Army trainees at Fort Gordon, Georgia, say they were marched from their barracks to a base chapel Saturday morning for a mandatory Christian proselytizing event.

The soldiers, at the post for Advanced Individual Training, said they were required to listen as a Christian chaplain prayed over them and urged them to turn their lives over to Jesus Christ. A Christian rock band also played during the three-and-a-half-hour “Spiritual Fitness Barbecue.”

After being contacted by 43 soldiers and Army civilians at Fort Gordon immediately following the event, “Mikey” Weinstein, founder and president of the Military Religious Freedom Foundation, wrote a letter of complaint to Maj. Gen. John Morrison Jr., the installation commander, late Saturday evening.

The soldiers, Weinstein wrote, “quite justly feel as though they have been brutally subjected to fundamentalist Christian predators and bullies, superior to them in the Fort Gordon chain of command under your control.”

Weinstein said that as more information poured in from Fort Gordon soldiers, it emerged that the spiritual fitness events are a regular occurrence at the base, held several times a year, perhaps coinciding with the Advanced Individual Training class entry cycle.

In a statement Monday afternoon, U.S. Army Training and Doctrine Command, which oversees soldiers’ initial training, said attendance at the event was not compulsory.

“The event you inquired about was the Spiritual Fitness Barbeque, which is part of a voluntary program helping to develop soldier resiliency,” according to the statement. “This event is bi-annual, and has been held for the last 10 years. Written instructions were provided to the units to help coordinate participation and set up. The instructions were clear that this was strictly a voluntary event, and that soldiers are not required to attend.

“More than 500 soldiers RSVP'd,” the statement continued. “The brigade commander was in attendance for the event and saw soldiers coming and going freely, with no complaints from soldiers he spoke with.”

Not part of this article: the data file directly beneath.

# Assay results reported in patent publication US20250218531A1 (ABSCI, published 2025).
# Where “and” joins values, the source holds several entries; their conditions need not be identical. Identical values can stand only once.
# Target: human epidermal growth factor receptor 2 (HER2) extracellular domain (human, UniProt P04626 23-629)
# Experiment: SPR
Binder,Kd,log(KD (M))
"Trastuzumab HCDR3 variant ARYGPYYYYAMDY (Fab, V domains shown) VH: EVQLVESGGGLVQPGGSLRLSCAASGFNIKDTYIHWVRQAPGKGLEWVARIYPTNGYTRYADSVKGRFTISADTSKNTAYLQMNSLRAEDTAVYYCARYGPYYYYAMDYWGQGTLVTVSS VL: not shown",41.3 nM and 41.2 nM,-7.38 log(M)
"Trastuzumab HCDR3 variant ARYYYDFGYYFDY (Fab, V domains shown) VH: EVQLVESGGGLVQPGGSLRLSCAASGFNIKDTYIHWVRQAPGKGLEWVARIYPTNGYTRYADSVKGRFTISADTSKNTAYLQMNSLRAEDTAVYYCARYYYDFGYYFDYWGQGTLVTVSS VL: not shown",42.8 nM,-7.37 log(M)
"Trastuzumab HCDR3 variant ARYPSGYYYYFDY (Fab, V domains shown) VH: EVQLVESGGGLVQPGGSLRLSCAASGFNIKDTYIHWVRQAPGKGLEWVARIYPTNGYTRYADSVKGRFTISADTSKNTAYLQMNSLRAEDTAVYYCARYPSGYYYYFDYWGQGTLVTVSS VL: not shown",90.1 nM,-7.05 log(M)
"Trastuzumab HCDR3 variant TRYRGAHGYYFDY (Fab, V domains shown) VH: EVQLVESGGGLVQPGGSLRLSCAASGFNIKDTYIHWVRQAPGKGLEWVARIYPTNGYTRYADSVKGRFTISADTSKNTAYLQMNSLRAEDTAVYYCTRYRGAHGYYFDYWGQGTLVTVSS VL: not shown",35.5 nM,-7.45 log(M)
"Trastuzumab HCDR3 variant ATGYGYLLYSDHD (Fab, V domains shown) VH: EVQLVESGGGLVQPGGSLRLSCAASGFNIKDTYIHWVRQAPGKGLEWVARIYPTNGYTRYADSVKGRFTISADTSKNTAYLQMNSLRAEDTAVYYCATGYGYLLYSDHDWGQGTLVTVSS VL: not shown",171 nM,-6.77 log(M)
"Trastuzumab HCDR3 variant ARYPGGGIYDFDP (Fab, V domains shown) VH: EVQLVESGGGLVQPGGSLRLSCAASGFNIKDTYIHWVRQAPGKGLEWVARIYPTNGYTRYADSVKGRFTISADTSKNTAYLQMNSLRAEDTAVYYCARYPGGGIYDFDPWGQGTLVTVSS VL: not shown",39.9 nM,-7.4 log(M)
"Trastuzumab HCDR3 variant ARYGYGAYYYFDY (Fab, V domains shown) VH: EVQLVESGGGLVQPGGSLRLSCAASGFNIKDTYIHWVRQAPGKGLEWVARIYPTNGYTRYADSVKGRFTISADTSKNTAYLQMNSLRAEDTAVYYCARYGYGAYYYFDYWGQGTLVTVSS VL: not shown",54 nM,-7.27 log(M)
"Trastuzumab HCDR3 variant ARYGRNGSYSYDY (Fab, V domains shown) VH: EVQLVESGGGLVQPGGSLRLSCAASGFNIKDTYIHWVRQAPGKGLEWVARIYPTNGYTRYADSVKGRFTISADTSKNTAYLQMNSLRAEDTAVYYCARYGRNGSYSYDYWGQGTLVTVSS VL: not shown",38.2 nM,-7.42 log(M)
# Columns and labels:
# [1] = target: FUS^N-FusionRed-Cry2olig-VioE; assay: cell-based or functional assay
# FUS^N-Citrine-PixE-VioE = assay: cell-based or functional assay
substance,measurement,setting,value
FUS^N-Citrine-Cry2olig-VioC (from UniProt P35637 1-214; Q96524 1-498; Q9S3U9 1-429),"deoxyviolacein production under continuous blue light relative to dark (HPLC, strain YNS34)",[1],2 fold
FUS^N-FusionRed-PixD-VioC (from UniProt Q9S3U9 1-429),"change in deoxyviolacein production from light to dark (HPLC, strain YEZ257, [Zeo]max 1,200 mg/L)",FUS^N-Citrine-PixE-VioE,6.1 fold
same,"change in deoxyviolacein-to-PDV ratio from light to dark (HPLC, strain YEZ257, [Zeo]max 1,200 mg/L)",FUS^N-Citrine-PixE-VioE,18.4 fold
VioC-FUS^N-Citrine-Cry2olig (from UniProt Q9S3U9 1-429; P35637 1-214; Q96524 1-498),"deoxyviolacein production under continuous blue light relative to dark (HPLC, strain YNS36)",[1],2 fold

It is not clear how many soldiers attended the event without accepting the invitation.

“The command will look further into the incident to ensure there was no miscommunication about the voluntary nature of this event,“ the TRADOC statement read.

Weinstein said in an interview that the notion the event was voluntary was contradicted by the soldiers who flooded MRFF’s phone lines and email boxes with complaints, Weinstein said the soldiers said they were not only told they had to go, but that the barracks would be scoured for “introverts” who were trying to avoid attending.

Though there may have been an operations order indicating that the event was voluntary, Weinstein said that MRFF clients at the post have told him that typical spiritual fitness events attract 125-130 soldiers, while the event Saturday drew more than 500, There were also four chaplains on hand for the event.

In his letter to Morrison, Weinstein wrote that the soldiers’ “Army superiors have trampled all over their constitutionally-guaranteed civil rights not to have the United States Army violate the No Establishment Clause of the First Amendment of the Bill of Rights of our United States Constitution.”

Weinstein wrote that the majority of MRFF’s clients in the matter are practicing Christians who understand that “forcing soldiers against their will to ... accept that particular Christian majoritarian faith is blatantly and wretchedly wrong from a moral, ethical and, especially, legal perspective.”

Others who complained about the event included “Army soldiers and Army personnel who follow the religious convictions of Islam, Judaism, Hinduism, Buddhism as well as a number of those who self-describe as agnostic, atheist, humanist and secularist,” he wrote.